“We we’re pretty surprised,” Lawton said. “That’s the third largest baccarat win in state history.”

Slot play was up in July as well, by 8.6 percent, or $46.9 million, over July 2011, he said.

Nearly all Clark County markets were up in July, with downtown Las Vegas reporting a 16.4 percent gain, North Las Vegas reporting a 36.1 percent gain, and the Boulder Strip showing a 17.3 percent increase. Laughlin was down modestly by 0.5 percent.

The big win comes even as the Las Vegas Convention and Visitors Authority reported a slight decline in visitor volume in July, down 0.8 percent over July 2011 to 3.44 million.

“We want to see a nice blend of our baccarat business and our mass market business and right now, baccarat is carrying a little bit more load,” he said. “But there’s some easier comps in the back half of this year that we think, hopefully by the end of the year, we’ll see a better blend than we are right now.”

The rest of the state did not perform as well. Washoe County showed an 8.2 percent decline with $64.9 million in revenues. All of the Washoe markets reported declines in July.

South Lake Tahoe was also down, by 0.6 percent, but Lawton said the comparison for the market was tough this past July, with a 25 percent increase in July 2011 over July 2010. So the slight decline is actually a strong performance for the market, he said.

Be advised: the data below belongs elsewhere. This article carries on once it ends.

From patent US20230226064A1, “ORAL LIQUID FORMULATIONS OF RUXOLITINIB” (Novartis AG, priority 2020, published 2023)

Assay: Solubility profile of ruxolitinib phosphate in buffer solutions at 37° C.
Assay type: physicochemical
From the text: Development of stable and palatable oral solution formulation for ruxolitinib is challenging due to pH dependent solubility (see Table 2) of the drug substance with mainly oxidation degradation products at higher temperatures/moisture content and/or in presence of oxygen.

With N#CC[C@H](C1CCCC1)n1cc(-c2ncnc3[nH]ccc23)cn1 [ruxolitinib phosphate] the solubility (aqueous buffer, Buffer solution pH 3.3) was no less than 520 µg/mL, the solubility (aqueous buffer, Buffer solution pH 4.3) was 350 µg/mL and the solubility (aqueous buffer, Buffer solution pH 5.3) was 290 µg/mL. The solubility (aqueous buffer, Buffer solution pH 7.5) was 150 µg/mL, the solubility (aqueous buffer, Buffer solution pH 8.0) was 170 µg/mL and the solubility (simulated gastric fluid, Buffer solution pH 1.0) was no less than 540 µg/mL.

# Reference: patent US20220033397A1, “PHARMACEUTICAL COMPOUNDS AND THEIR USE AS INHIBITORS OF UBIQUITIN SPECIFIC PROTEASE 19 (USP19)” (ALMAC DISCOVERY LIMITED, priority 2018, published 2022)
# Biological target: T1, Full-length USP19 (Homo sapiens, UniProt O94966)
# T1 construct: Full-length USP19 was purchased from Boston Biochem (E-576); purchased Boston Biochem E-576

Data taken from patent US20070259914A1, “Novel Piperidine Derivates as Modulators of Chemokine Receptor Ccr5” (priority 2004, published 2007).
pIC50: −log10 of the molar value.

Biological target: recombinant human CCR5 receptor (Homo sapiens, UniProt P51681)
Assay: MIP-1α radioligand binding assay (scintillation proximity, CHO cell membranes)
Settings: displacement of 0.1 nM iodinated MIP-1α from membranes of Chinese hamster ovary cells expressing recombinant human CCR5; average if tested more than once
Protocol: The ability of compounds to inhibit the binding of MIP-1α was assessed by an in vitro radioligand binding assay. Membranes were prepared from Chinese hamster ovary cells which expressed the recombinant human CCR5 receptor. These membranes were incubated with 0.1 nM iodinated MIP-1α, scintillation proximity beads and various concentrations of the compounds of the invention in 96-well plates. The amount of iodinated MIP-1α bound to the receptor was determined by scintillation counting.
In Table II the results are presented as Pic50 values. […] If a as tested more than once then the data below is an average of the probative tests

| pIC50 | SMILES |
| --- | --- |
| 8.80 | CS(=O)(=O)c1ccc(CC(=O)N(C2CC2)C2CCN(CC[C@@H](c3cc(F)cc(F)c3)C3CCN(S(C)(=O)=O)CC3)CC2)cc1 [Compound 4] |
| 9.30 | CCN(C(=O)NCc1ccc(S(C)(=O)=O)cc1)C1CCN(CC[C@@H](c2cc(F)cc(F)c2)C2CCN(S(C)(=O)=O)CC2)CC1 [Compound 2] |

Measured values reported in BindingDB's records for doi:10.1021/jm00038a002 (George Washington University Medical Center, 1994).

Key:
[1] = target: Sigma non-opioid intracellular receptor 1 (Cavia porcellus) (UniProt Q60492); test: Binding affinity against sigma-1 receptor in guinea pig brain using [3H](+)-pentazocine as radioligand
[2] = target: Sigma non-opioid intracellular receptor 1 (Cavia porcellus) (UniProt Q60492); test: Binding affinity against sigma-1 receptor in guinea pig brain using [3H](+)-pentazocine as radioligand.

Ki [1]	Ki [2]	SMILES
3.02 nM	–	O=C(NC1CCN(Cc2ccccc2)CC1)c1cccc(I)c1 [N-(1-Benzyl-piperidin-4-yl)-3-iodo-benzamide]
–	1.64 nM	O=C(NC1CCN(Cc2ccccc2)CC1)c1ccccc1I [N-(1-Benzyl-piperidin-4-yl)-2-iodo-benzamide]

Audio clips:

Gaming analyst Michael Lawton says a $1 billion month is a strong number:

091012Lawton1 :22 very strong number.”

Lawton says baccarat drove the numbers:

091012Lawton2 :19 up 14.1 percent.”

Lawton says the state would like to see a better balance between baccarat and the mass market:

091012Lawton3 :14 are right now.”



Ryan Tells Sparks Crowd Nation Needs New Leadership

By Sean Whaley | 2:55 pm September 7th, 2012

SPARKS – Fresh on the heels of another disappointing jobs report, Republican vice presidential candidate Paul Ryan held a brief rally here today, telling a crowd of 2,500 at a local small business that President Obama needs to be replaced to get the country back on track.

“Are we going to stick with four more years of the same, of the same path? No,” Ryan said at the campaign event held at Peterbilt Truck Parts and Equipment. “Are we going to have a country in debt, in doubt, in decline? Or are we going to do what we need to do to get people back to work, to fix the mess in Washington, and to get this country back on the right track.”

Paul Ryan fires up the crowd at a rally today in Sparks. / Photo: Nevada News Bureau.

It was Ryan’s first visit to Northern Nevada as Mitt Romney’s running mate. Romney is expected  back in Reno on Tuesday for a National Guard convention.

President Obama is slated to visit Las Vegas on Wednesday as Democrats and Republicans fight to win the battleground state in the Nov. 6 general election.

Ryan wasted no time in bringing up the jobs report released today by the U.S. Department of Labor that showed the country saw only 96,000 jobs created in August, well below the 125,000 gain expected by Wall Street. The unemployment rate declined to 8.1 percent in August from 8.3 percent in July but the drop was attributed to more people giving up looking for work.